Then I did some paper-based brainstorming, just because writing things out helps your mind think through things in a different way. My brainstorming always comes out as lists.
Now I’m in the process of merging my notes and ideas and creating a plan, which I’m doing both in Evernote and in Pam’s planning pages. I transferred my written lists into an Evernote note, cleaned up and improved. I’m almost ready to dig into the course of study planning sheet, but haven’t made it that far yet. Here’s one from last year:
3. Year’s Schedule
Making the yearly schedule is pretty streamlined for me now. We school year-round, dividing the year up into 6 terms of 6 weeks each, with a 1 week break week between. This leaves us with enough time to take a 3 week Christmas break, end school in May, and have all of June off.
It always flexes a little every year based on what’s going on. Last year we didn’t start until late July because Hans had a week-long camp in July and I needed some extra planning time after helping with my brother’s wedding at the end of June. We’re also ending early this year because of the dates we ended up being able to rent a beach house with friends.
So knowing our general rhythm to the year, I print off a “Clean Calendar” from DonnaYoung.org that begins in July and goes through June. I mark birthdays and holidays and other important dates to take into consideration, then I start marking terms.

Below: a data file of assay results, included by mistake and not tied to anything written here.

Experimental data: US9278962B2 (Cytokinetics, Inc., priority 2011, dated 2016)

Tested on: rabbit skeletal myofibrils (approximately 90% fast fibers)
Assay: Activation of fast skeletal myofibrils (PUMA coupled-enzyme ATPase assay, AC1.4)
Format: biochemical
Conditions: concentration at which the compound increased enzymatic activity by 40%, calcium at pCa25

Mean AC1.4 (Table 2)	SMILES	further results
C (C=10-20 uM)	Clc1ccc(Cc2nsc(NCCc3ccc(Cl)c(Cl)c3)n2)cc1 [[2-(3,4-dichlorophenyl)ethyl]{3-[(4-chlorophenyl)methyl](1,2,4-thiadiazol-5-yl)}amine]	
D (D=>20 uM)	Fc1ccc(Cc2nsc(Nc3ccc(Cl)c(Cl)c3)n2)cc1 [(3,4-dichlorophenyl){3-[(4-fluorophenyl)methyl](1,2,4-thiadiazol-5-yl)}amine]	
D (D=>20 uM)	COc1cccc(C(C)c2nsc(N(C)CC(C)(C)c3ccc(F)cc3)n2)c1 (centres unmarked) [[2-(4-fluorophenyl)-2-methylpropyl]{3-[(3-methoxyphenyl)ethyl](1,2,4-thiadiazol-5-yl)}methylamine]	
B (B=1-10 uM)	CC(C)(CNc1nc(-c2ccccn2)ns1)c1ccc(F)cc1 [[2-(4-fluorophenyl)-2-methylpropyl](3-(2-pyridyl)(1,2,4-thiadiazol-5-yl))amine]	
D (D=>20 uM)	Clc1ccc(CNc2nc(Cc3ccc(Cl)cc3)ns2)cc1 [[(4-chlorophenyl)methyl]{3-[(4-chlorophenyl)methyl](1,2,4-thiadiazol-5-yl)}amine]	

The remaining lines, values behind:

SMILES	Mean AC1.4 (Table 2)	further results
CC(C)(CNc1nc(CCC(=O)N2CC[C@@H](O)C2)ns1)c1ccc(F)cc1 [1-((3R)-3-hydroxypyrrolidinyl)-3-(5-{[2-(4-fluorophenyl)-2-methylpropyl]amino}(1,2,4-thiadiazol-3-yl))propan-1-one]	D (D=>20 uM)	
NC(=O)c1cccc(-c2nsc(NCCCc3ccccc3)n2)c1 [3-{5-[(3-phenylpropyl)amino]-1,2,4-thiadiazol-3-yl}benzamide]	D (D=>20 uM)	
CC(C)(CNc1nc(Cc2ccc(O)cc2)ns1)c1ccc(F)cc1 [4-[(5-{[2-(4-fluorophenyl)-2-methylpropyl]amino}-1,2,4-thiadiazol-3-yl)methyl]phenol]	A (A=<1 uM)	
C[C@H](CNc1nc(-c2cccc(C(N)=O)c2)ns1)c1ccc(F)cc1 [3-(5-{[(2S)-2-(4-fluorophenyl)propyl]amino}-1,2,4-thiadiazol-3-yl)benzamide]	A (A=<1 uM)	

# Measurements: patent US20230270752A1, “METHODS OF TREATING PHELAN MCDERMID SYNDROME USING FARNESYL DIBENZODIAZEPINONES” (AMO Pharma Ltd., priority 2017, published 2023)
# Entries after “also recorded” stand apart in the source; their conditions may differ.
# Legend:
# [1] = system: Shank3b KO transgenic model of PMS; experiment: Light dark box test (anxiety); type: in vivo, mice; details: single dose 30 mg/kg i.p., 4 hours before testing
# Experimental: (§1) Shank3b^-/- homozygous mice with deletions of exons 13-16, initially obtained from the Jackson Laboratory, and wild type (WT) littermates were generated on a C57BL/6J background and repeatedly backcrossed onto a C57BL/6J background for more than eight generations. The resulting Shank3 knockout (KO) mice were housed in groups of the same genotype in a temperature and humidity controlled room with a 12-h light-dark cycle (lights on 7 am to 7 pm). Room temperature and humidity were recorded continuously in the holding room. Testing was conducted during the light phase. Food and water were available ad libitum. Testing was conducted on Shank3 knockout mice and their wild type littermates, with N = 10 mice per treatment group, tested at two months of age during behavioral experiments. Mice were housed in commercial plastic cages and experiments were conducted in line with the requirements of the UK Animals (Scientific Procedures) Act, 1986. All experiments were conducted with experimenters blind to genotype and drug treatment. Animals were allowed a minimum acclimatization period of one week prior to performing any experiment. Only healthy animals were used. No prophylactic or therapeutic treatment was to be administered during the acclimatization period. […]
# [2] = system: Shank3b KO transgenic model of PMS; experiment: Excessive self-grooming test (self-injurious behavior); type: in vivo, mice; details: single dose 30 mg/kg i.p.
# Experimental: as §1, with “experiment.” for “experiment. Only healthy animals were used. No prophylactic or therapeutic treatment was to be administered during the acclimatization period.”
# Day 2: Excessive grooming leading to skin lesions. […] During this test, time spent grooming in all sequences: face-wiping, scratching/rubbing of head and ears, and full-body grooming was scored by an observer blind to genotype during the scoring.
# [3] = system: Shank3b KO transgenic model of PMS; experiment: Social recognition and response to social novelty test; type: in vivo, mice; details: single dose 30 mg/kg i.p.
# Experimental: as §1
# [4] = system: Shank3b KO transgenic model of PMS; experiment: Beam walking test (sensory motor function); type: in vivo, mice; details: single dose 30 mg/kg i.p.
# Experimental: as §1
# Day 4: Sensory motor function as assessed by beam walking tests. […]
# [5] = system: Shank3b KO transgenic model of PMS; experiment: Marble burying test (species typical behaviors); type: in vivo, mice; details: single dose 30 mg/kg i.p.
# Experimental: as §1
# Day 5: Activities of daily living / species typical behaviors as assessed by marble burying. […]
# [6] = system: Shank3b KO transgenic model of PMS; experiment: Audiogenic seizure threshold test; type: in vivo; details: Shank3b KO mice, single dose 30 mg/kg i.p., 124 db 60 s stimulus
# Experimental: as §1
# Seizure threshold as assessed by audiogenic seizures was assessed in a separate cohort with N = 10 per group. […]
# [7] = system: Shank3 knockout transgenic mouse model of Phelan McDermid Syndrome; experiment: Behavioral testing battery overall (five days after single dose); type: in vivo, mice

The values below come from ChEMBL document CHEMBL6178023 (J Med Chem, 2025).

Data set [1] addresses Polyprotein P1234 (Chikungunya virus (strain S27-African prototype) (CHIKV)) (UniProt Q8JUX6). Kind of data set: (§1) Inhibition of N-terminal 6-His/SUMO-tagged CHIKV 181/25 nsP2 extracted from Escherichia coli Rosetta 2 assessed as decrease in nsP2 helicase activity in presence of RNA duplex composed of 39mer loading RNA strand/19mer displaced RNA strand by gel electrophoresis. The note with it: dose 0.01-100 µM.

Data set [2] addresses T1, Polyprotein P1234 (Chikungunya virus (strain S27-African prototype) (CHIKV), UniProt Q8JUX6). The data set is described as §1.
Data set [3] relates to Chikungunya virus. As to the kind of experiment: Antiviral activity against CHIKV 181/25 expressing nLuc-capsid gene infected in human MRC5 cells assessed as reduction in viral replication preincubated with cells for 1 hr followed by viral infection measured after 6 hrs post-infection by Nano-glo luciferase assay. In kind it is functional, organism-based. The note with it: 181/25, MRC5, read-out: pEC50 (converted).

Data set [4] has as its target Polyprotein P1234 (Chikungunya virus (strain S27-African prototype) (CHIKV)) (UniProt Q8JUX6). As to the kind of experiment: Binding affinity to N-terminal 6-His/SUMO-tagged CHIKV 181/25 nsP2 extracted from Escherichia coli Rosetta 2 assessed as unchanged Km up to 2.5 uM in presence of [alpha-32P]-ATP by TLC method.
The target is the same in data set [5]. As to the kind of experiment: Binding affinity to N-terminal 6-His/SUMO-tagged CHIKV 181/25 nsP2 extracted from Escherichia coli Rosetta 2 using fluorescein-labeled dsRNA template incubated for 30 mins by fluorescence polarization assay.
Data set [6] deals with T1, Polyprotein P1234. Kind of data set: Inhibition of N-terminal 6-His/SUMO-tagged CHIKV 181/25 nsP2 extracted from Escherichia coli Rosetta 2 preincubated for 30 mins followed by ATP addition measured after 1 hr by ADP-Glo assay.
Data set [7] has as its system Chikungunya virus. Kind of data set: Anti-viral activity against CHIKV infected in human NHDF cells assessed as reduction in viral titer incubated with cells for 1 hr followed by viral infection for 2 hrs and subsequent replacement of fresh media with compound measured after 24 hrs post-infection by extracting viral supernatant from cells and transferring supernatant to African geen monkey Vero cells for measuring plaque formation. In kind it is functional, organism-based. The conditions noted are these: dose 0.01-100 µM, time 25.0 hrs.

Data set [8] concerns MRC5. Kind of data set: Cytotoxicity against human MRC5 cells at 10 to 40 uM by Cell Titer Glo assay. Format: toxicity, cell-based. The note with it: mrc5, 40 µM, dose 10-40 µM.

I start by working backwards from Thanksgiving. We always take Thanksgiving week off, so I mark 6 weeks before that to begin. I mark 3 terms before Christmas and 3 terms after Christmas, and I always do my best to finish up in May. My birthday is June 1, and from the time I was 9 or 10, I always tried to finish all my school before my birthday. Now I’m in charge of the academic calendar still, and I still set a goal of finishing before my birthday.
Now that we do some of our school with friends, there’s another step to our planning process. Whenever we do school planning together, we’ll go over the terms dates together and adjust as necessary to make it work for both of us. Then after Christmas we go over the remaining half of the schedule again and have the opportunity to adjust again. We are not opposed to “adjusting” those 6-week terms into 5-week terms if that’s what it takes to make school and life fit together graciously.
After I make that on paper with highlighting, I stick the paper version on my clipboard and also scan it into Evernote.
4. Terms & Materials
So with 6 terms decided and a course of study outline, I can start planning in 6-week chunks. Usually by this point I have already been browsing used books online and made some purchases as well as pulled materials off my shelf I already have. I start making notes about how many chapters books have and about how long we’d spend in a book and so the year starts taking shape.
This is when I browse the books, see how they might be divided up, and take notes on how I might fit them into the 6-term model. Since I rely more on simply reading real books than following curriculum, my term and materials plans amount basically to book lists, split into 6 blocks.